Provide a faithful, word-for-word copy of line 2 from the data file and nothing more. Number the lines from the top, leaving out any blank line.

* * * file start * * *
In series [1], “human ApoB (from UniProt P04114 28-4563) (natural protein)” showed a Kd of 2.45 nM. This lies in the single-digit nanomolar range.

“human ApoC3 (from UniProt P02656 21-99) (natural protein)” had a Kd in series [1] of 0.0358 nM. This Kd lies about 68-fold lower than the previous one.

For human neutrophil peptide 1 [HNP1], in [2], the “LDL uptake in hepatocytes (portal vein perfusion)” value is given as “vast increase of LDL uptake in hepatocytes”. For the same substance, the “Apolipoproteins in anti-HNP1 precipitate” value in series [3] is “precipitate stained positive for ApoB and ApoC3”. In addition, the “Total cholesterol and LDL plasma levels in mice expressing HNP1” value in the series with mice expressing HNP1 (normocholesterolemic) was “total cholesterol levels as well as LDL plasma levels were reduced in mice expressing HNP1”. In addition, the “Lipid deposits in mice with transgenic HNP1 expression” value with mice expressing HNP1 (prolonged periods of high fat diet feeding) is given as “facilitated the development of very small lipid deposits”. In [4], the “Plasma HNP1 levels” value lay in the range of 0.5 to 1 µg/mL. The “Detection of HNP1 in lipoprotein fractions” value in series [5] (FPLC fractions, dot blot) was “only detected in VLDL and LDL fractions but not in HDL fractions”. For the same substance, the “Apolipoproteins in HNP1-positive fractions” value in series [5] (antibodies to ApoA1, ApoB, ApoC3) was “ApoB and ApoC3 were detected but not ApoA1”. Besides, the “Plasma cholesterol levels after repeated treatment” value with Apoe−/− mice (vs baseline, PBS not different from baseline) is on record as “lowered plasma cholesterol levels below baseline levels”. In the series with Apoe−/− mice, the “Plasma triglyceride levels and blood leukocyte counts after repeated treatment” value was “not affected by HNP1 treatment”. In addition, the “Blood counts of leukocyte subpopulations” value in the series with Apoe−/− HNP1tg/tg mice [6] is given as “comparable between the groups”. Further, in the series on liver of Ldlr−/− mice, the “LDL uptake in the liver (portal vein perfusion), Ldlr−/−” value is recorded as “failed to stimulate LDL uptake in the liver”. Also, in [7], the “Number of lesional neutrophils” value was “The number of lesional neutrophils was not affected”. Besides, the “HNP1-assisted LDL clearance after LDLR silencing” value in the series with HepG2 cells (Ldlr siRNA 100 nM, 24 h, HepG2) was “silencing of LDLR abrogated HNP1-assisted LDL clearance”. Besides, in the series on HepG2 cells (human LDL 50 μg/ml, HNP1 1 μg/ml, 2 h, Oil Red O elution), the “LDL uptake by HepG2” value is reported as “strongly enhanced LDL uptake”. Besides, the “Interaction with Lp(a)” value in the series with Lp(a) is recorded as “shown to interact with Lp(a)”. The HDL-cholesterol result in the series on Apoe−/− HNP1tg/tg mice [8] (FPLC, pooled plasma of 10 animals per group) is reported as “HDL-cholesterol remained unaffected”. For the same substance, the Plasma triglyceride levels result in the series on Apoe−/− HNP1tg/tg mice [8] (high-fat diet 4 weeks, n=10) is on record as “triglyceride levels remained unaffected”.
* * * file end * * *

“human ApoC3 (from UniProt P02656 21-99) (natural protein)” had a Kd in series [1] of 0.0358 nM. This Kd lies about 68-fold lower than the previous one.